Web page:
You backup with Vaultpress from the makers of WordPress itself, which is at the high end, so why have more.
And for those who don’t want that premium option there are other solutions as I cover here – http://bit.ly/PYcOTc
My two cents. I like the Spyder Spanker Plugin from spyderspankerpro, Tim, because it lets me use a GUI to stop bots. Sometimes you look in your logs and see bingbot hitting your site like nuts, only to find it’s from a malicious IP address and is faking the user agent.
One plugin I always install by default on my blogs is Web Ninja Google Analytics. It makes it extremely easy to install Google Analytics, and even gives you a stats summary on your admin dashboard. Easy to use, works well.
I also like Digg Digg. It adds a floating bar with share buttons to the blog.
Thanks for the plug-ins recs Tim!
Post request: A detailed post of how you begin, research and compose your articles for this blog. An expansion on your answers in “Paulo Coelho: How I Write”
Are you a Scrivener fan? Do you have a preferred time for doing interviews? What is the lead time from draft to publish? How do you decide a topic? What role does your virtual assistant play in the process?
Thanks for the great article. I liked the part about your stats. It’s amazing how blogs and message can really compound when you resonate with an audience. I appreciated everyone’s follow up comments as well. Here is a list of tools that I use on the blogs that I build.
Publishing tools (content recommendation)
Zemanta, Insights, Inbound Writer, Viper’s Video Quicktags
Syndication and Sharing
ABC3k, Network Publisher, Pinterest “Pin It” Button, TweetMeme Retweet Button, Google+ Plugin. Share and Follow
Bad Behavior, Growmap Anti Spambot Plugin, Akismet
SEOpressor, Internal Link Building, google xml sitemaps, Tag Grouping
Add To Post (can add content before or after posts automatically)
What are you actually using Jetpack for? It’s really just a collection of different nice to have plugins.
I mine opinion however if you don’t use it all then it’s just a super heavy plugin taking up a lot of resources for those of us on a shared hosting account.
Also regarding caching I’ve moved to W3 Total Cache. It makes advanced stuff like setting up CDN on amazon cloudfront a total breeze (if you jut have an Amazon AWS account it’s all point and click).
Hey Tim, thanks for sharing your blogging insights as I’ve always been curious about your blogging process. I’ve been following you since the 4HWW days and your blog is one of the few I actually still look forward to reading.
I would also recommend the SI CAPTCHA Anti-Spam plugin for WordPress as well. It easily cut my spam by 80% just by putting in a simple CAPTCHA box in the comments section for free.
Keep up the awesomeness!
I wonder if it also affected the amount of comments you received. Did you notice a drop-off after you installed it?
Thanks for sharing, Tim! How do you manage ad space?
I use iSocket.
I enjoy your blog. Happy birthday, I donated $35 to the cause.
Great to see the plugins used on a such a high traffic blog.
Quick question: You have this design for quite a while now (how many dog years is one Internet year?). I was wondering if you had plans to update it (not that there is anything wrong with it per se), especially to make it more tablet and mobile optimised, with (I believe) a fully responsive design being the best option.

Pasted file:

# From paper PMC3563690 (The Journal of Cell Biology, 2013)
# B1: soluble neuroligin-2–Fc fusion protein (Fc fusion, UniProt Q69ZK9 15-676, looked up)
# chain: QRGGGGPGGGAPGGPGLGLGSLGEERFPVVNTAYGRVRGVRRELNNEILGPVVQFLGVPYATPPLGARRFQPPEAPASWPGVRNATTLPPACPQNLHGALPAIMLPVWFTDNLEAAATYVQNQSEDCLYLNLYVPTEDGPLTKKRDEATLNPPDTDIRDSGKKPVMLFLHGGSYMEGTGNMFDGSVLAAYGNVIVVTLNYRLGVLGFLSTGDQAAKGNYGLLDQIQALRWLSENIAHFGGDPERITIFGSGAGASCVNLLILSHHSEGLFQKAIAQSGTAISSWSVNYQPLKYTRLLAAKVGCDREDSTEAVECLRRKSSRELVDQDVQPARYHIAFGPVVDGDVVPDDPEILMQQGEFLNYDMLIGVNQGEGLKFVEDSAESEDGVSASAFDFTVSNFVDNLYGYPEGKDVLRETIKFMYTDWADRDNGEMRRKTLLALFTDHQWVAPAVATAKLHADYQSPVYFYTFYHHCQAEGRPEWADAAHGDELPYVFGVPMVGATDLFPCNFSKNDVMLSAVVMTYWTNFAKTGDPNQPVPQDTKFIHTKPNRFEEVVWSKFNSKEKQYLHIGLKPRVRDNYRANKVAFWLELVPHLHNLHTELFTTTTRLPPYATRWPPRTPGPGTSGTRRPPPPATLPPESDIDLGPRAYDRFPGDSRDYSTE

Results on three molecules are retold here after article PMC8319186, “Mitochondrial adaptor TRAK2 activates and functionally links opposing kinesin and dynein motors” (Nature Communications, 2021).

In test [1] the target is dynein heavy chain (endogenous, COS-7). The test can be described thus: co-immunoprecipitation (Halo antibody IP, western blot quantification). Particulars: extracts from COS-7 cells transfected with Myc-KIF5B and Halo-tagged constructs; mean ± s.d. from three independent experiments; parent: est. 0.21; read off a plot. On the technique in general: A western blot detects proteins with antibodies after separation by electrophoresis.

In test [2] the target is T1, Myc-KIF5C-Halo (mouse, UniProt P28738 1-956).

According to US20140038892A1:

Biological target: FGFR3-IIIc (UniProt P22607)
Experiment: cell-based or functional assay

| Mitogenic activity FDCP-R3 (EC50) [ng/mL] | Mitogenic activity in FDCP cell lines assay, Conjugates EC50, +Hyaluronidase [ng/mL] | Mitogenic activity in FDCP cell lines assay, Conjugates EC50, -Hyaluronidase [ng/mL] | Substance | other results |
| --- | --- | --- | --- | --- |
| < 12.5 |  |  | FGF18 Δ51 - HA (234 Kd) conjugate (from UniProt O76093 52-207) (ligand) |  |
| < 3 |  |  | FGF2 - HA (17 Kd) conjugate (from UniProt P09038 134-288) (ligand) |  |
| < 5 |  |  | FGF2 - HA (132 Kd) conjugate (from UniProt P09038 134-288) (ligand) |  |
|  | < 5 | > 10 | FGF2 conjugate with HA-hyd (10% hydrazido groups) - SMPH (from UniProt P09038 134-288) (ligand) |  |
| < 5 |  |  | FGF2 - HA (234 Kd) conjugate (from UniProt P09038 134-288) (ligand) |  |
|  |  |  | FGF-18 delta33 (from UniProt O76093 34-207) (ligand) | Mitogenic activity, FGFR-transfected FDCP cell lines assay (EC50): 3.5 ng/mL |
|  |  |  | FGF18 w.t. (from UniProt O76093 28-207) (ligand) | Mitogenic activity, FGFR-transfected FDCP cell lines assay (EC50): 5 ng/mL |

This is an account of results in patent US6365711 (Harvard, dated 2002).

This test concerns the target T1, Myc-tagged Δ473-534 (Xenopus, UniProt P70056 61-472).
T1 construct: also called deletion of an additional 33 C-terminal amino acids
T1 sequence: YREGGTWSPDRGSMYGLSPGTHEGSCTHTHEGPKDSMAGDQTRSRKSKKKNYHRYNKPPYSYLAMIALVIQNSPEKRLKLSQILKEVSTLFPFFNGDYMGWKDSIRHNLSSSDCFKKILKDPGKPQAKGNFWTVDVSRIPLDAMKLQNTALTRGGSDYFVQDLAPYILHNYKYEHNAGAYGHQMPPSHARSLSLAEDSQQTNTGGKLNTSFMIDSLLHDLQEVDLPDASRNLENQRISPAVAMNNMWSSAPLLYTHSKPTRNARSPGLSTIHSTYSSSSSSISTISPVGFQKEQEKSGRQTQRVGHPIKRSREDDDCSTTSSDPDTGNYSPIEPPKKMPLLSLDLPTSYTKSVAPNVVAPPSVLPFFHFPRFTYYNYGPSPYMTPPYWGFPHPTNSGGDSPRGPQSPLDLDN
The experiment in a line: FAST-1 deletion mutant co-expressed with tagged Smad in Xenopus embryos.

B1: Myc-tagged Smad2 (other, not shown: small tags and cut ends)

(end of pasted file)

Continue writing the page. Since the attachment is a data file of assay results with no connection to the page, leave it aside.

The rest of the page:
I’d be happy to help to pay back for the reading and learning from your writing since 2008.
In the past I used super cache to but now I run all wordpress websites in combination with Varnish caching. You do have to get varnish up and running on your webserver, but once configured, it makes your website fly.
There is a wordpress plugin to make sure that the cache is cleared for a secific page when you hit save after editing. It also offers a full cache purge at the press of a button.
As I mentioned, it takes a little effort or some help from a specialist but once running it will drastically decrease load time and high traffic will no longer be an issue.
Great input. I use varnish as well. Much more efficient because it happens at a server level.
cForms II from Delicious Days (not in WordPress.org repository) is bar none the best forms tool for WordPress. VERY user friendly.
Then Better WP Security might be a good idea too.
It does so much I can’t even explain. 🙂
I loved this article and I forwarded it to many of my blogging friends, but I was hoping you could give some suggestions for a sales page/site.
I am set to launch an info product in October per your recommendations in 4HWW, but I was hoping you had a new sample page or site recommendation to base our sales site off of. I have an early version of 4HWW and pxmethod.com is no longer available.
you are just great.
Always good to see a glimpse behind the kimono 🙂
Just keep in mind that “overusing” plugins can slow down your site, so make sure every one has a purpose and if there is a key aspect to your site you need a plugin for, don’t be afraid to get the paid version.
Although it is slightly a “fad”, blogging can be such a powerful tool and I definitely get tons of value from your blog, Tim.
Thanks for sharing and I am happy to share too.
I see so far in the comments no one has mentioned a plug in if you wish to use a contact form. I use Fast Secure Contact Form which connects to Askimet to make sure the message I am receiving is not spam. It works great!
Also, I like you Tim use VaultPress by WordPress to back up my site constantly. It saved me when my 300 plus article site was hacked a few years ago on another hosting companies system. I left them right after the event. All I need to do was contact the team at VaultPress when the hack happened and they re installed an uncontaminated version of my site and I was up an running in no time.